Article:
Nori is a quintet from Austin, Texas. Akina Adderley handles vocals, Erik Telford plays trumpet, Nick Litterski is on Fender Rhodes piano, Aaron Allen played upright bass and Andy Beaudoin is behind the drums. The quintet’s press release describes their music as being “one-part jazz, one-part folk and one-part world”. The quintet “playfully weaves together a myriad of global influences giving rise to a seamless synthesis of sound”.
This is the band’s second release. This release continues where the first ended, pursuing their various influences. Importantly, it also seeks to address the strong emotions many are feeling in their US homeland. The name ‘Bruise Blood’ is a reference to Steve Reich’s 1960s composition ‘Come Out’. Reich’s composition includes a tape-loop based on the spoken words of Daniel Hamm, a young man from Harlem who was wrongly accused and convicted of murder. It is said that after Police officers tried to brutally beat a confession out of him, Hamm made a desperate attempt to show his need for immediate medical treatment – “I had to, like, open the bruise up, and let some of the bruise blood come out to show them.”
The band members believe that Hamm’s words still resonate today and the album is an attempt to “cut that wound wide open and let the blood out.”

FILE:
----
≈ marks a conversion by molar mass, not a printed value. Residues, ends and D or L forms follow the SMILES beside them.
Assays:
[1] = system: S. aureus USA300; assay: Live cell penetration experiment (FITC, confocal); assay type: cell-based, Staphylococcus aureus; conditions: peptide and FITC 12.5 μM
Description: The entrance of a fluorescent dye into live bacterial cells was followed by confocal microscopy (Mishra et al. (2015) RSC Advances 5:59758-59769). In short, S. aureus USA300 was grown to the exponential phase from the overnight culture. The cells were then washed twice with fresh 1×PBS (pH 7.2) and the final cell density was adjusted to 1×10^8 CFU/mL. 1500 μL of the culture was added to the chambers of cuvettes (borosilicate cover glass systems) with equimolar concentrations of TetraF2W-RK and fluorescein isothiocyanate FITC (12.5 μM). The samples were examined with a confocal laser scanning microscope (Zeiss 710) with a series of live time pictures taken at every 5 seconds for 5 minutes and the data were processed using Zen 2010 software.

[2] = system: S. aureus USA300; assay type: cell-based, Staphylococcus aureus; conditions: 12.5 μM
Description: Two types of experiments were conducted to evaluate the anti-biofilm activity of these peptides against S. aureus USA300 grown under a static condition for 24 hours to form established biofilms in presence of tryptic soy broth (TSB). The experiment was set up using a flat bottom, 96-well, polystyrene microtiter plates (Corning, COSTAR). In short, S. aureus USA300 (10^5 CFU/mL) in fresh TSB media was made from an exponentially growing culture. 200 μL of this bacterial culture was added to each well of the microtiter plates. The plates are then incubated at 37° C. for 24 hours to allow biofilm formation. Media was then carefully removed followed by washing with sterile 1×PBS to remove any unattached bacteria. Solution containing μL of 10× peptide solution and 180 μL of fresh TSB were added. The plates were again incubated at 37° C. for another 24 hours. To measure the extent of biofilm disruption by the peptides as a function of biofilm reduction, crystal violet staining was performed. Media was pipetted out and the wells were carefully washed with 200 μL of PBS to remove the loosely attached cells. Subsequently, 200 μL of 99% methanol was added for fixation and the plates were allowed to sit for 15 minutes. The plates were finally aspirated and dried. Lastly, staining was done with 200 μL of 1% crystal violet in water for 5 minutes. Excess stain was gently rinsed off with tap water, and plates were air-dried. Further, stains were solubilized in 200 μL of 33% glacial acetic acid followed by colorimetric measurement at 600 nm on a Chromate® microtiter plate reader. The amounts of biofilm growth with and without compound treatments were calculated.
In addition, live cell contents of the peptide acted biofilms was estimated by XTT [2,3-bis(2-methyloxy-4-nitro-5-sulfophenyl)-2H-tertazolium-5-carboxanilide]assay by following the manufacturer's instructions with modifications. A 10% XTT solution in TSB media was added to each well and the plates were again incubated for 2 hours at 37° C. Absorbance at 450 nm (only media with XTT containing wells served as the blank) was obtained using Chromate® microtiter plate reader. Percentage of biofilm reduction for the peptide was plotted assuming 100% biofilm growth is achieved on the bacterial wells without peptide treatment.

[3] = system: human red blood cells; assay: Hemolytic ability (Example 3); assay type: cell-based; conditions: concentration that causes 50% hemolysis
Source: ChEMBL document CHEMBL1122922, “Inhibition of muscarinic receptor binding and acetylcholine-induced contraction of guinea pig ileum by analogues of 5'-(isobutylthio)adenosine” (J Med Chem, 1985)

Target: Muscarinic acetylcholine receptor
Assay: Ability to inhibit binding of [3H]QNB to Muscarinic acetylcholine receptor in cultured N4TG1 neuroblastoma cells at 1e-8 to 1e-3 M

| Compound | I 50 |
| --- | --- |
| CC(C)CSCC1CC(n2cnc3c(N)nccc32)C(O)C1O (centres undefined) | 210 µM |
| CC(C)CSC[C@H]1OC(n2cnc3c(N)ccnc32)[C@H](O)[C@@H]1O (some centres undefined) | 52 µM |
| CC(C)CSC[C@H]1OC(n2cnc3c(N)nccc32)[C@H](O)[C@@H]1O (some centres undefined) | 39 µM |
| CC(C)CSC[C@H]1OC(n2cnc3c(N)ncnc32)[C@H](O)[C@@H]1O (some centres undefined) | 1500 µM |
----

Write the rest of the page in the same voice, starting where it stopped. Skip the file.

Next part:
Given the foregoing description, the album opens in a contemplative, yet somehow pensive mood with ‘The Dream’ and features a powerful vocal from Adderley and the whole steadily builds in intensity with all band members giving everything that they have.
‘Wildfire’ is next and the vocal paints more emotional sound pictures. Despite the theme of the song, the music seems quite uplifting to me.
‘Crash and Burn’ includes more difficult subject matter in the vocals and yet despite this the tune is rather graceful. ‘Undertow’ follows a similar path. On this piece as on others throughout the album, strings are added which contrast pleasantly with the core quintet.
‘The Walk’ is a protest song, but is again a thoughtful piece of music and quite elegant in its execution. A short free-form version of ‘The Star-Spangled Banner’ was certainly unexpected. This is followed by more uplifting fare with ‘Amends’ and here we have more strong playing from all and more forthright vocals. Throughout the album I felt that the sound of the Fender Rhodes piano lifted the rather gloomy ambience of the vocals.
‘Prelude’ for a string trio alone is a lovely piece of music which stands up on its own irrespective of the subject matter of the album.
The album concluded with ‘Ballad’. Again, there is more difficult subject matter in the vocal. However, the musicianship of all concerned is exemplary, as it is time and time again during the whole session.
This is not an easy album to digest and certainly would repay repeated listening. It is a “searing account of trauma, survival and power explored through intoxicating, fervent and elaborate instrumentation alongside pertinent, poetic lyrics.”